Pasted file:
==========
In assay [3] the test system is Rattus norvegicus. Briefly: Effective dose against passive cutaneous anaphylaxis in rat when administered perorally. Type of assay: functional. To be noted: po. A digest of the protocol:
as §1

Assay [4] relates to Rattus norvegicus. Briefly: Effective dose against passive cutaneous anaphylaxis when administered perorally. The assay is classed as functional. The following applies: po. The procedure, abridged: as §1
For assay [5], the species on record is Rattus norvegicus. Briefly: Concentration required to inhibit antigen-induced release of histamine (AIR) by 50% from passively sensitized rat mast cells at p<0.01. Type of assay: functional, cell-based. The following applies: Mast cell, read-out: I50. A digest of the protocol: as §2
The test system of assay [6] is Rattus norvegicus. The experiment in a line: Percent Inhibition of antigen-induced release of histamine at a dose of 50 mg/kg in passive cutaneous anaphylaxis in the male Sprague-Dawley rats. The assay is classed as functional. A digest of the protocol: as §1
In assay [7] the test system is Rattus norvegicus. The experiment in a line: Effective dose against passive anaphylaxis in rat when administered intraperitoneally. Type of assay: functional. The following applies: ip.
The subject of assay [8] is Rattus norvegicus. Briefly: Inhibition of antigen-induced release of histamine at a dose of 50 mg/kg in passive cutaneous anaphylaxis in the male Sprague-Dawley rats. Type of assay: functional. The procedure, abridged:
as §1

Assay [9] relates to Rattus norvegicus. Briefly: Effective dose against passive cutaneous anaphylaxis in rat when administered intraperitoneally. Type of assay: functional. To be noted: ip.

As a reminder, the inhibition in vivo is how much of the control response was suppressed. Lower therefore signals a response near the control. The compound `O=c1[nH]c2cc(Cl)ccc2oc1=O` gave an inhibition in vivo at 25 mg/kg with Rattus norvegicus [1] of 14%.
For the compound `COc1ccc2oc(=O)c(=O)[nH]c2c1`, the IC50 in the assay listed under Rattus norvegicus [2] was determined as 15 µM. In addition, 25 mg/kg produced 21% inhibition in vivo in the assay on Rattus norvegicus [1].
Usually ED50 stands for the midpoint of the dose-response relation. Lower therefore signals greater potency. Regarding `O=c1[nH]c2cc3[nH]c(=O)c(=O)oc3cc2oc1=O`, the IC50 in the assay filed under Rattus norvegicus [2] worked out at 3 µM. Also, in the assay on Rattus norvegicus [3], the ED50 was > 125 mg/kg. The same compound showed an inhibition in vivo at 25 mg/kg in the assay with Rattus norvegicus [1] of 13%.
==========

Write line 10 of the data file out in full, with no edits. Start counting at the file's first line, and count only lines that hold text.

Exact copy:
As a reminder, the inhibition in vivo is how much of the control response was suppressed. Lower therefore signals a response near the control. The compound `O=c1[nH]c2cc(Cl)ccc2oc1=O` gave an inhibition in vivo at 25 mg/kg with Rattus norvegicus [1] of 14%.